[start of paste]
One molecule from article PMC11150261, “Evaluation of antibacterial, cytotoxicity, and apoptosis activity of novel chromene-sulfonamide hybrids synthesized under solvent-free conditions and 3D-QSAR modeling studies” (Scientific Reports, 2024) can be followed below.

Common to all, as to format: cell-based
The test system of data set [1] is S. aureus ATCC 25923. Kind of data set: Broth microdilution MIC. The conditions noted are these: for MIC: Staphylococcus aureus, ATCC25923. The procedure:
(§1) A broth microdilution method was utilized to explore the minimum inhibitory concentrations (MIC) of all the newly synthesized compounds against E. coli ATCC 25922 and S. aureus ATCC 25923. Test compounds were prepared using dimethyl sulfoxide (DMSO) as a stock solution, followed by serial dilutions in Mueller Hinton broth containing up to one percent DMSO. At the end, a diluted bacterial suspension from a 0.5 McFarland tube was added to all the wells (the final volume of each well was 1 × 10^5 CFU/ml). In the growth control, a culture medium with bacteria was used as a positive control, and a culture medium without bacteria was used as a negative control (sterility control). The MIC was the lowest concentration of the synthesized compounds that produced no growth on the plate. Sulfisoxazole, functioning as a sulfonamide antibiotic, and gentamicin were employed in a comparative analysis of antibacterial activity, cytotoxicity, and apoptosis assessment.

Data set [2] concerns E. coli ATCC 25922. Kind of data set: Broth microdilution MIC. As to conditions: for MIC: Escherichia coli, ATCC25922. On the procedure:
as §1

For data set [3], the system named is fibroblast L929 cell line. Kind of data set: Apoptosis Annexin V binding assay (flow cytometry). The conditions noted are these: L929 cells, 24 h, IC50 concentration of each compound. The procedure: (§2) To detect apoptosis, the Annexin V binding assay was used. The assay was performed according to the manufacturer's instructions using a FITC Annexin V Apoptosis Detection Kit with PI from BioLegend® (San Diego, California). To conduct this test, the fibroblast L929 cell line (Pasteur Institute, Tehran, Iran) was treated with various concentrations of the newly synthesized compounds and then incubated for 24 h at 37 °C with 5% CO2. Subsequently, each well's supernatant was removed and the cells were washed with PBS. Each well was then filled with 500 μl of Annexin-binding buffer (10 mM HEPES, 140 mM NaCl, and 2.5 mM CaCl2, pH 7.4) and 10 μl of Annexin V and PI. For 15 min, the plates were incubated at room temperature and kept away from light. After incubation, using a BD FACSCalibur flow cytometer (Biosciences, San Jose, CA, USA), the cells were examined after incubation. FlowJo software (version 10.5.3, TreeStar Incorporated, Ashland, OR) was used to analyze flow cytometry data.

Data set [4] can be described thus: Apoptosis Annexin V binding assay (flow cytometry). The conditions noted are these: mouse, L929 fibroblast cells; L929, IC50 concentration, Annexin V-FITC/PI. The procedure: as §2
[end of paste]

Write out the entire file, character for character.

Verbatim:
One molecule from article PMC11150261, “Evaluation of antibacterial, cytotoxicity, and apoptosis activity of novel chromene-sulfonamide hybrids synthesized under solvent-free conditions and 3D-QSAR modeling studies” (Scientific Reports, 2024) can be followed below.

Common to all, as to format: cell-based
The test system of data set [1] is S. aureus ATCC 25923. Kind of data set: Broth microdilution MIC. The conditions noted are these: for MIC: Staphylococcus aureus, ATCC25923. The procedure:
(§1) A broth microdilution method was utilized to explore the minimum inhibitory concentrations (MIC) of all the newly synthesized compounds against E. coli ATCC 25922 and S. aureus ATCC 25923. Test compounds were prepared using dimethyl sulfoxide (DMSO) as a stock solution, followed by serial dilutions in Mueller Hinton broth containing up to one percent DMSO. At the end, a diluted bacterial suspension from a 0.5 McFarland tube was added to all the wells (the final volume of each well was 1 × 10^5 CFU/ml). In the growth control, a culture medium with bacteria was used as a positive control, and a culture medium without bacteria was used as a negative control (sterility control). The MIC was the lowest concentration of the synthesized compounds that produced no growth on the plate. Sulfisoxazole, functioning as a sulfonamide antibiotic, and gentamicin were employed in a comparative analysis of antibacterial activity, cytotoxicity, and apoptosis assessment.

Data set [2] concerns E. coli ATCC 25922. Kind of data set: Broth microdilution MIC. As to conditions: for MIC: Escherichia coli, ATCC25922. On the procedure:
as §1

For data set [3], the system named is fibroblast L929 cell line. Kind of data set: Apoptosis Annexin V binding assay (flow cytometry). The conditions noted are these: L929 cells, 24 h, IC50 concentration of each compound. The procedure: (§2) To detect apoptosis, the Annexin V binding assay was used. The assay was performed according to the manufacturer's instructions using a FITC Annexin V Apoptosis Detection Kit with PI from BioLegend® (San Diego, California). To conduct this test, the fibroblast L929 cell line (Pasteur Institute, Tehran, Iran) was treated with various concentrations of the newly synthesized compounds and then incubated for 24 h at 37 °C with 5% CO2. Subsequently, each well's supernatant was removed and the cells were washed with PBS. Each well was then filled with 500 μl of Annexin-binding buffer (10 mM HEPES, 140 mM NaCl, and 2.5 mM CaCl2, pH 7.4) and 10 μl of Annexin V and PI. For 15 min, the plates were incubated at room temperature and kept away from light. After incubation, using a BD FACSCalibur flow cytometer (Biosciences, San Jose, CA, USA), the cells were examined after incubation. FlowJo software (version 10.5.3, TreeStar Incorporated, Ashland, OR) was used to analyze flow cytometry data.

Data set [4] can be described thus: Apoptosis Annexin V binding assay (flow cytometry). The conditions noted are these: mouse, L929 fibroblast cells; L929, IC50 concentration, Annexin V-FITC/PI. The procedure: as §2